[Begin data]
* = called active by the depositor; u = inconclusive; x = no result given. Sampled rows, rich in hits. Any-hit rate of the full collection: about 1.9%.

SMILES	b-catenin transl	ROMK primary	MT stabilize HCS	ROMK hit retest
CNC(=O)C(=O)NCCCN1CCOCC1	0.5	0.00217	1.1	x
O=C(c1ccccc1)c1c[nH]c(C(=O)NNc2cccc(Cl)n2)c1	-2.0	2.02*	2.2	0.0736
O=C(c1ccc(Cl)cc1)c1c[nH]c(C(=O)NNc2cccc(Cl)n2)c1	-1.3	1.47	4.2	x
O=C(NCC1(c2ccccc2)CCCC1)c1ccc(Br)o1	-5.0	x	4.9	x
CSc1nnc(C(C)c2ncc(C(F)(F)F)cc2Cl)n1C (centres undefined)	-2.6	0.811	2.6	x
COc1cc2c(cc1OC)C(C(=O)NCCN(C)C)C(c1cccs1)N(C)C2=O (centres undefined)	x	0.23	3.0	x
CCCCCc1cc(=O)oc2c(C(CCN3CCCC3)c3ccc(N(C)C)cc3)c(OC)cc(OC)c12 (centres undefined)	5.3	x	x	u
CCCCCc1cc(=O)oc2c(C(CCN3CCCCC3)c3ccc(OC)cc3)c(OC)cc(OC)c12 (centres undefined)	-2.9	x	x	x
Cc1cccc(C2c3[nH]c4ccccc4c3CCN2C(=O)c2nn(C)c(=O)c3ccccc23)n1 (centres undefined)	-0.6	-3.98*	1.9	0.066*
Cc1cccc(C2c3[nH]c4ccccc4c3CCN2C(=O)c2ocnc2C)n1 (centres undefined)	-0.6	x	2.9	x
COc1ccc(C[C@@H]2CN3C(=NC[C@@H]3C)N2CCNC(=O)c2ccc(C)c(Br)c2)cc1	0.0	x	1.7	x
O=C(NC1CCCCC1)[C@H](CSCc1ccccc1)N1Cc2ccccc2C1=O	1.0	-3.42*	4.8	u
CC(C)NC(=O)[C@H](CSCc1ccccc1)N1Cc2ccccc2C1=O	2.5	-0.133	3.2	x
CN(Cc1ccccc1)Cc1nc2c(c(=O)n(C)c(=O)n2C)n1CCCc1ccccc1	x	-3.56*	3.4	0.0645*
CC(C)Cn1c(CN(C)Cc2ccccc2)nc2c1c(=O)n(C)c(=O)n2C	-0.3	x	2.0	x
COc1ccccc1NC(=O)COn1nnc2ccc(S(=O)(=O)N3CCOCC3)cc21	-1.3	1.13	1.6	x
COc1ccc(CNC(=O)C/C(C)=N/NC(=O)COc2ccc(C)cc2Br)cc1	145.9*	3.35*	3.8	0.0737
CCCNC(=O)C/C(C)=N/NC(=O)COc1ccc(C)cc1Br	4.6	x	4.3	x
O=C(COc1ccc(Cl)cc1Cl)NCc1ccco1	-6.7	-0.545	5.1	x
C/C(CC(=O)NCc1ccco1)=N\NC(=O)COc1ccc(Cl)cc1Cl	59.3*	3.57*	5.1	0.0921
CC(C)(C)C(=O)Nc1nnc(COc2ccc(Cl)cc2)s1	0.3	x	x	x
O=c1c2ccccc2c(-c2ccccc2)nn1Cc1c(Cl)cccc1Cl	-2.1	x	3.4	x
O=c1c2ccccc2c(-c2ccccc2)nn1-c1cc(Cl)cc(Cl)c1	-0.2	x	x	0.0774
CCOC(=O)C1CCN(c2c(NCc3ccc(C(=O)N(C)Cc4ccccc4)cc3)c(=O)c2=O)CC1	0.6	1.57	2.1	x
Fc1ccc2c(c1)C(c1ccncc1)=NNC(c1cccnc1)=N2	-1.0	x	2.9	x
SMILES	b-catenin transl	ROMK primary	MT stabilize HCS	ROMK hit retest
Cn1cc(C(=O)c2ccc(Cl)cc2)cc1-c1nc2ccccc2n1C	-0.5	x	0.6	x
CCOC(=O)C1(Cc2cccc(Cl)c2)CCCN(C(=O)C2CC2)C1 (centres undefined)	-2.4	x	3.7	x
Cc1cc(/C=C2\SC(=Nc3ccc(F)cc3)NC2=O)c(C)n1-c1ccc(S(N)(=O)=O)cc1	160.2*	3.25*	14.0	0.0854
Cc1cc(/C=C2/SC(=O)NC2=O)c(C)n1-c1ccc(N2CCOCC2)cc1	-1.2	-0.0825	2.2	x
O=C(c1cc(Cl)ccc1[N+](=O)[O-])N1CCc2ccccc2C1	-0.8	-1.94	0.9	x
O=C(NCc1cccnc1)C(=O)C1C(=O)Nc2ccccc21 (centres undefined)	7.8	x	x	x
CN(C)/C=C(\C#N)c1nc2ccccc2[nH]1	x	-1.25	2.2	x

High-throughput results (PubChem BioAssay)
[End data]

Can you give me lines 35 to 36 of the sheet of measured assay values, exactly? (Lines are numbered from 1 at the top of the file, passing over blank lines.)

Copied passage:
CN(C)/C=C(\C#N)c1nc2ccccc2[nH]1	x	-1.25	2.2	x

High-throughput results (PubChem BioAssay)